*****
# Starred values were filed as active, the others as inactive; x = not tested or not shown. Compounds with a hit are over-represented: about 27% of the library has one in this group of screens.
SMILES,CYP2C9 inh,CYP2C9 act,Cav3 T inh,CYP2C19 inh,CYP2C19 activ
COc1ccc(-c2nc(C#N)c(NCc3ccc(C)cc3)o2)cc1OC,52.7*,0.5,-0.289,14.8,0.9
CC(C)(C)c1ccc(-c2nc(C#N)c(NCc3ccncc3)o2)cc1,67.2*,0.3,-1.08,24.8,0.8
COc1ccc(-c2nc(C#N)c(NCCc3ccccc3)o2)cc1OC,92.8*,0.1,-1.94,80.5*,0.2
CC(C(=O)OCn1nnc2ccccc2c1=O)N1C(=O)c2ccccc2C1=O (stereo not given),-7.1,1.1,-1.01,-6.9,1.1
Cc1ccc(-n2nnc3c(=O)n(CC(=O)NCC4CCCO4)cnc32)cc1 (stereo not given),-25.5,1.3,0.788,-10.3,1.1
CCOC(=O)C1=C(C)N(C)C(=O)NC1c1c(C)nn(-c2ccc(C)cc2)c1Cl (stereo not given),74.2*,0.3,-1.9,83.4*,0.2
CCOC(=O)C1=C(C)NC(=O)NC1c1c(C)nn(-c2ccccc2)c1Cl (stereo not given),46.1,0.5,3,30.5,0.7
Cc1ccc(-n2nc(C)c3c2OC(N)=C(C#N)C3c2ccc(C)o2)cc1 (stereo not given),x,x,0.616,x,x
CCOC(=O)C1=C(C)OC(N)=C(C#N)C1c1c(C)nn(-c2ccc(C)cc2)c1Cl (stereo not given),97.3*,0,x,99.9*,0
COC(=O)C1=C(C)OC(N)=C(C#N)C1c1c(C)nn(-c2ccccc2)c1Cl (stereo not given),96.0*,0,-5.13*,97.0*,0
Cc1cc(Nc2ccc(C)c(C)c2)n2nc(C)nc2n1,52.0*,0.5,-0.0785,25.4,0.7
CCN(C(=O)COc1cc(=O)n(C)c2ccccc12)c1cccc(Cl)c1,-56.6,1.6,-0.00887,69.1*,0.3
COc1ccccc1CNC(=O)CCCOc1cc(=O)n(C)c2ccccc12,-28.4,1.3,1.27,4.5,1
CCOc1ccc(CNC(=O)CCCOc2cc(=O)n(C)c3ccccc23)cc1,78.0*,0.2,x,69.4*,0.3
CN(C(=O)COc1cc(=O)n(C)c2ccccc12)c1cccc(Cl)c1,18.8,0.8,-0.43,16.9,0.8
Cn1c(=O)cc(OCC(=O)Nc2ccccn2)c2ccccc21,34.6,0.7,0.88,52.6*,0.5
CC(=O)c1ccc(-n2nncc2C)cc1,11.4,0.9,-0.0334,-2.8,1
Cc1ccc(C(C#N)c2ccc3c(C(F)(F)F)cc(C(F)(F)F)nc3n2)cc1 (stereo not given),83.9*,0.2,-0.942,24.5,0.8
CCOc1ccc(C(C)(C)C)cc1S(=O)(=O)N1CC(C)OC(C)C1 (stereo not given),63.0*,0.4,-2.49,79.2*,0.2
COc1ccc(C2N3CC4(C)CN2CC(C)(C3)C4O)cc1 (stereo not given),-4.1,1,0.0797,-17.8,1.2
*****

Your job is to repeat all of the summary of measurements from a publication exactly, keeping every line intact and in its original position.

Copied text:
# Starred values were filed as active, the others as inactive; x = not tested or not shown. Compounds with a hit are over-represented: about 27% of the library has one in this group of screens.
SMILES,CYP2C9 inh,CYP2C9 act,Cav3 T inh,CYP2C19 inh,CYP2C19 activ
COc1ccc(-c2nc(C#N)c(NCc3ccc(C)cc3)o2)cc1OC,52.7*,0.5,-0.289,14.8,0.9
CC(C)(C)c1ccc(-c2nc(C#N)c(NCc3ccncc3)o2)cc1,67.2*,0.3,-1.08,24.8,0.8
COc1ccc(-c2nc(C#N)c(NCCc3ccccc3)o2)cc1OC,92.8*,0.1,-1.94,80.5*,0.2
CC(C(=O)OCn1nnc2ccccc2c1=O)N1C(=O)c2ccccc2C1=O (stereo not given),-7.1,1.1,-1.01,-6.9,1.1
Cc1ccc(-n2nnc3c(=O)n(CC(=O)NCC4CCCO4)cnc32)cc1 (stereo not given),-25.5,1.3,0.788,-10.3,1.1
CCOC(=O)C1=C(C)N(C)C(=O)NC1c1c(C)nn(-c2ccc(C)cc2)c1Cl (stereo not given),74.2*,0.3,-1.9,83.4*,0.2
CCOC(=O)C1=C(C)NC(=O)NC1c1c(C)nn(-c2ccccc2)c1Cl (stereo not given),46.1,0.5,3,30.5,0.7
Cc1ccc(-n2nc(C)c3c2OC(N)=C(C#N)C3c2ccc(C)o2)cc1 (stereo not given),x,x,0.616,x,x
CCOC(=O)C1=C(C)OC(N)=C(C#N)C1c1c(C)nn(-c2ccc(C)cc2)c1Cl (stereo not given),97.3*,0,x,99.9*,0
COC(=O)C1=C(C)OC(N)=C(C#N)C1c1c(C)nn(-c2ccccc2)c1Cl (stereo not given),96.0*,0,-5.13*,97.0*,0
Cc1cc(Nc2ccc(C)c(C)c2)n2nc(C)nc2n1,52.0*,0.5,-0.0785,25.4,0.7
CCN(C(=O)COc1cc(=O)n(C)c2ccccc12)c1cccc(Cl)c1,-56.6,1.6,-0.00887,69.1*,0.3
COc1ccccc1CNC(=O)CCCOc1cc(=O)n(C)c2ccccc12,-28.4,1.3,1.27,4.5,1
CCOc1ccc(CNC(=O)CCCOc2cc(=O)n(C)c3ccccc23)cc1,78.0*,0.2,x,69.4*,0.3
CN(C(=O)COc1cc(=O)n(C)c2ccccc12)c1cccc(Cl)c1,18.8,0.8,-0.43,16.9,0.8
Cn1c(=O)cc(OCC(=O)Nc2ccccn2)c2ccccc21,34.6,0.7,0.88,52.6*,0.5
CC(=O)c1ccc(-n2nncc2C)cc1,11.4,0.9,-0.0334,-2.8,1
Cc1ccc(C(C#N)c2ccc3c(C(F)(F)F)cc(C(F)(F)F)nc3n2)cc1 (stereo not given),83.9*,0.2,-0.942,24.5,0.8
CCOc1ccc(C(C)(C)C)cc1S(=O)(=O)N1CC(C)OC(C)C1 (stereo not given),63.0*,0.4,-2.49,79.2*,0.2
COc1ccc(C2N3CC4(C)CN2CC(C)(C3)C4O)cc1 (stereo not given),-4.1,1,0.0797,-17.8,1.2